style usually known as that of a school.girl. It is " A boy's mind is not so easily sullied as a girl's. not the learning together which makes girls schoolIndiscriminate companionship may with the former girlish ; it is the living together—the being herded have an injurious effect for the time, but it does not like animals in the fold—the sense of sham and preleave the same lasting stain as with the latter. Un- tence—the fact that the decencies of life are dissedesirable knowledge is not an equal shock to the moral garded in the bedroom, though there may be damask nature. If a girl's natural delicacy and modesty are and ormolu in the drawing-room. wounded by intercourse with those who have learnt “School.girl tricks, a school-girl tone, are accepted evil, of which she has hitherto been ignorant, the by many persons as belonging to a certain age, but scars of the wound remain for years, and the con- as being sure to pass away with that age. It is a versation of one hour will leave its stamp upon the great mistake. The school-girl tone is low, untrue, memory for life. And so also the spirit of indepen- irreverent; it is based upon the belief that educadence and determination, the conflict of opinion, the tion is a mere matter of bargaining; and that, as foughnesses even of a large school, are congenial to the governess desires to make the most for herself a boy's nature; they are utterly opposed to that of a in money, so the pupils may make the most for girl. There is an element of good in these things, themselves in what they call fun, or, more truly, but when applied to girls the evil preponderates. deceit. And it will last long after the period of Strong - minded, or, in other words, masculine, school life is over. It will exhibit itself in an out. women, are no doubt useful in their generation, but ward polish of manner, but no ease-a flimsy show we may well desire to be delivered from them of accomplishments, and very little information ; a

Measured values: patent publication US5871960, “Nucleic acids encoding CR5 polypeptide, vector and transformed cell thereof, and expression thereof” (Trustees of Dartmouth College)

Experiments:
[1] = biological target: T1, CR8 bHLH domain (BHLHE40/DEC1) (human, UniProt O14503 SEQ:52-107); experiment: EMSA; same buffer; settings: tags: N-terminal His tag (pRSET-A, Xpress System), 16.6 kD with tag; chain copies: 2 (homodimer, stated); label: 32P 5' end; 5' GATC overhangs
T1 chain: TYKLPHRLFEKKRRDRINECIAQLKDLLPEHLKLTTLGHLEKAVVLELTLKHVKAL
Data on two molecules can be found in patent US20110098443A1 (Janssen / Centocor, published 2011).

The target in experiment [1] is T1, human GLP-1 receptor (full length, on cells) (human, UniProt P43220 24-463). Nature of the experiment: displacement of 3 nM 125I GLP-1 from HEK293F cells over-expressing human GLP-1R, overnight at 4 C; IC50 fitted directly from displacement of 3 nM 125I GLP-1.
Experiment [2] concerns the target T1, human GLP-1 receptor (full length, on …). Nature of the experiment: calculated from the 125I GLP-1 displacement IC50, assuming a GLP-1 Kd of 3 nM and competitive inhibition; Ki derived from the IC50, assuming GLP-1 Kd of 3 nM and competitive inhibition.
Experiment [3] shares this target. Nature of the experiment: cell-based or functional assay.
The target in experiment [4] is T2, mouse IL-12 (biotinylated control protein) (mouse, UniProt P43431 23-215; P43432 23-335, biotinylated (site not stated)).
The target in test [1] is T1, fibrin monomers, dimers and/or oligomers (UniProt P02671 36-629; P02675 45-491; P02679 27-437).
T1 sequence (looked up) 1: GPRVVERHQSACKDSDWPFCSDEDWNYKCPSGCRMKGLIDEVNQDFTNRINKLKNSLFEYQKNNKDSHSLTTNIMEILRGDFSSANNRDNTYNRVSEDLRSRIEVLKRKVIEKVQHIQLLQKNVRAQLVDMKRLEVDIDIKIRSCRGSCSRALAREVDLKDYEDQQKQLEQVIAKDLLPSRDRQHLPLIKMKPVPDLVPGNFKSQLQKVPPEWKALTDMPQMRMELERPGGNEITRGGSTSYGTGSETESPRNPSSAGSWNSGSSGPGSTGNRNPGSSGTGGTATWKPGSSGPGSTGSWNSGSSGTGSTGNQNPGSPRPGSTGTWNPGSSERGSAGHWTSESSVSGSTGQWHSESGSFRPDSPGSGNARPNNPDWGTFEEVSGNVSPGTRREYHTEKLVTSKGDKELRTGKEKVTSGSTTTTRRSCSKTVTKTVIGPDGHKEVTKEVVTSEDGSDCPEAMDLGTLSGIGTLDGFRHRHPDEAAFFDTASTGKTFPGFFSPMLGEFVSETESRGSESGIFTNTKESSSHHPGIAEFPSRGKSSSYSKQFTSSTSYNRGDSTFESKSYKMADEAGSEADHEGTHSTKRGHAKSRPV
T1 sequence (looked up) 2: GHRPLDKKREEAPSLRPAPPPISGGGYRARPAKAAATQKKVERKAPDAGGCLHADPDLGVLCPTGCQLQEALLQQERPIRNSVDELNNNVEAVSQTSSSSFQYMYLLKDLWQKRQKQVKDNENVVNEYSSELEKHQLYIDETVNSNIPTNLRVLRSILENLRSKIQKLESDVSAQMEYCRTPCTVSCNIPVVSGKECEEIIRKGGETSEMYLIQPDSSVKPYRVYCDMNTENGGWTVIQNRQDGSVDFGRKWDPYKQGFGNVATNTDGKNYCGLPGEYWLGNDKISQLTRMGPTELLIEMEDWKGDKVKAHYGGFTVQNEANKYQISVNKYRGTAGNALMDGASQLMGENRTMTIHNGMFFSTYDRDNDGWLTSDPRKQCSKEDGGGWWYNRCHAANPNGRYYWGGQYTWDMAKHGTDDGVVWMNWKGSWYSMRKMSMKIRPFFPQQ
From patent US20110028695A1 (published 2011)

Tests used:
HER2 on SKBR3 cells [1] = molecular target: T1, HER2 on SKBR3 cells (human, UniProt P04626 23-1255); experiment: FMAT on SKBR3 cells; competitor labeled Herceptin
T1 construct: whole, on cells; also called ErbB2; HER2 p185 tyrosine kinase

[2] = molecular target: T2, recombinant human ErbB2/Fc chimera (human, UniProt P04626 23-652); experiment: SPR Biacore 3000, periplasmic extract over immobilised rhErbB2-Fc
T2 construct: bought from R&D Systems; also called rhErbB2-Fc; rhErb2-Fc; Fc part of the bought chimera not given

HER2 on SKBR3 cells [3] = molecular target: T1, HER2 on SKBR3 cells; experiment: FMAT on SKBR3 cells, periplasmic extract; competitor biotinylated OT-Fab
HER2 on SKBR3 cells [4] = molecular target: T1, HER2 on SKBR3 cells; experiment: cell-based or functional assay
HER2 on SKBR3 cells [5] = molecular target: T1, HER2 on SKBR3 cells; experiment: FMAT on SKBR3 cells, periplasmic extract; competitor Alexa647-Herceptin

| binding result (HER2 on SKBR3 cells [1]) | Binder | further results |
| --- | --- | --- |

And yet, further, there is amongst | flippant tone of conceit, and a weak judgment; an boys, especially at public schools, a recognition of intense secret worldliness, combined with the newest the world's opinion, a traditionary honour which fashion in religion. It is not only essentially of acts as a check to the pettiness, the deceit, and fri- the earth, earthy,' but it implies the lowest kind of Folity, that too often characterise assemblies of girls. I earthliness. And let the instruction given in a

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VOL, 11.

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school be® what it may; let the scriptural instruc- | Dictionary. We happen to peruse a poet, and the tion be orthodox, the precepts of morality pure, the word “wold” occurs; we turn up our Dictionary, French and German teachers unwearied, the music. but are again disappointed. We pic-nic near an master first-rate—this will be the result of school ancient fortress, and our guide-book speaks of a education, so long as the pecuniary profit is the fortalice; we turn up our Dictionary again and first subject of consideration, and mean economies fail. We see a ship sailing past: we turn up for a are practised in order to save money."

definition of the special kind of ship. It is in the There are very many things in this book which book, and mention is made of the gaff. The definiwe should like to have discussed or extracted. Our tion is useless, if we do not know the gaff. We space forbids. We quote only one or two sentences, turn up gaff, but no gaff is to be found. We see which may be taken as a specimen of reflections some ladies and gentlemen playing at croquet; ve which abound in the volumes. “Seen through the tum up croquet, and fail. We are fond of golf, and grating” [of a boarding-school], she says, “marriage try our Dictionary to see if it knows anything of is the one end and object—the ultima thule of a drivers, putters, sand-irons, and such implements, woman's life. Seen as it really is, it is simply the and again we are disappointed. But in this last most important accident of life. It is this distinc-case we find no fault with the Dictionary, for such tion which creates the difference between romance names may be safely omitted. But the Dictionary and reality.